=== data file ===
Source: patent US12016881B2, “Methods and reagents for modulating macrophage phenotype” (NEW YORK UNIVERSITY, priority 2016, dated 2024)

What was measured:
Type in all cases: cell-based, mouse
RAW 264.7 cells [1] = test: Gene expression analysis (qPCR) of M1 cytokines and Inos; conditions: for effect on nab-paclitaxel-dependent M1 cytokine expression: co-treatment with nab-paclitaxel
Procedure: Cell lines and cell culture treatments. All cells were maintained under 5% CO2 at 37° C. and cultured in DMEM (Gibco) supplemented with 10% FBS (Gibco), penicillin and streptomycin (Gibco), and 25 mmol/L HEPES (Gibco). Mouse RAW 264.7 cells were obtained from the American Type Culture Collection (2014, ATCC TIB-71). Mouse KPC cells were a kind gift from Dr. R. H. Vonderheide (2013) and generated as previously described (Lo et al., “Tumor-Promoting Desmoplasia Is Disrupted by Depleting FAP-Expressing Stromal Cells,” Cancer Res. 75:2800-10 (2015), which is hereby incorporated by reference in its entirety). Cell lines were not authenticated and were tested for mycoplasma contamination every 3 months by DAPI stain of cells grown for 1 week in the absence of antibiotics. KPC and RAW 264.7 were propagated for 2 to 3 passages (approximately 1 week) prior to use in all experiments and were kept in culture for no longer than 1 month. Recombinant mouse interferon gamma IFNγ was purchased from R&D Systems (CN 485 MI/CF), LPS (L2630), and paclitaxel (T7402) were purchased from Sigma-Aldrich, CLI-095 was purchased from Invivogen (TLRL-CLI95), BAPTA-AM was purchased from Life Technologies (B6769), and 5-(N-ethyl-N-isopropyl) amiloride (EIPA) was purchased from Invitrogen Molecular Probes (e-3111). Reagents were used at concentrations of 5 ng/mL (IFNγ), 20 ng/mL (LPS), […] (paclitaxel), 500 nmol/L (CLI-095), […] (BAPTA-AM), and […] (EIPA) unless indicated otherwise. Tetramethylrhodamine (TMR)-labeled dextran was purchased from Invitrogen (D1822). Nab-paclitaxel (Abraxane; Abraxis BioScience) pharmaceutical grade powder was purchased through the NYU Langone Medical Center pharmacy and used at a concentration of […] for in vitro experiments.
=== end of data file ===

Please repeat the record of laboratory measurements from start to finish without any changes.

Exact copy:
Source: patent US12016881B2, “Methods and reagents for modulating macrophage phenotype” (NEW YORK UNIVERSITY, priority 2016, dated 2024)

What was measured:
Type in all cases: cell-based, mouse
RAW 264.7 cells [1] = test: Gene expression analysis (qPCR) of M1 cytokines and Inos; conditions: for effect on nab-paclitaxel-dependent M1 cytokine expression: co-treatment with nab-paclitaxel
Procedure: Cell lines and cell culture treatments. All cells were maintained under 5% CO2 at 37° C. and cultured in DMEM (Gibco) supplemented with 10% FBS (Gibco), penicillin and streptomycin (Gibco), and 25 mmol/L HEPES (Gibco). Mouse RAW 264.7 cells were obtained from the American Type Culture Collection (2014, ATCC TIB-71). Mouse KPC cells were a kind gift from Dr. R. H. Vonderheide (2013) and generated as previously described (Lo et al., “Tumor-Promoting Desmoplasia Is Disrupted by Depleting FAP-Expressing Stromal Cells,” Cancer Res. 75:2800-10 (2015), which is hereby incorporated by reference in its entirety). Cell lines were not authenticated and were tested for mycoplasma contamination every 3 months by DAPI stain of cells grown for 1 week in the absence of antibiotics. KPC and RAW 264.7 were propagated for 2 to 3 passages (approximately 1 week) prior to use in all experiments and were kept in culture for no longer than 1 month. Recombinant mouse interferon gamma IFNγ was purchased from R&D Systems (CN 485 MI/CF), LPS (L2630), and paclitaxel (T7402) were purchased from Sigma-Aldrich, CLI-095 was purchased from Invivogen (TLRL-CLI95), BAPTA-AM was purchased from Life Technologies (B6769), and 5-(N-ethyl-N-isopropyl) amiloride (EIPA) was purchased from Invitrogen Molecular Probes (e-3111). Reagents were used at concentrations of 5 ng/mL (IFNγ), 20 ng/mL (LPS), […] (paclitaxel), 500 nmol/L (CLI-095), […] (BAPTA-AM), and […] (EIPA) unless indicated otherwise. Tetramethylrhodamine (TMR)-labeled dextran was purchased from Invitrogen (D1822). Nab-paclitaxel (Abraxane; Abraxis BioScience) pharmaceutical grade powder was purchased through the NYU Langone Medical Center pharmacy and used at a concentration of […] for in vitro experiments.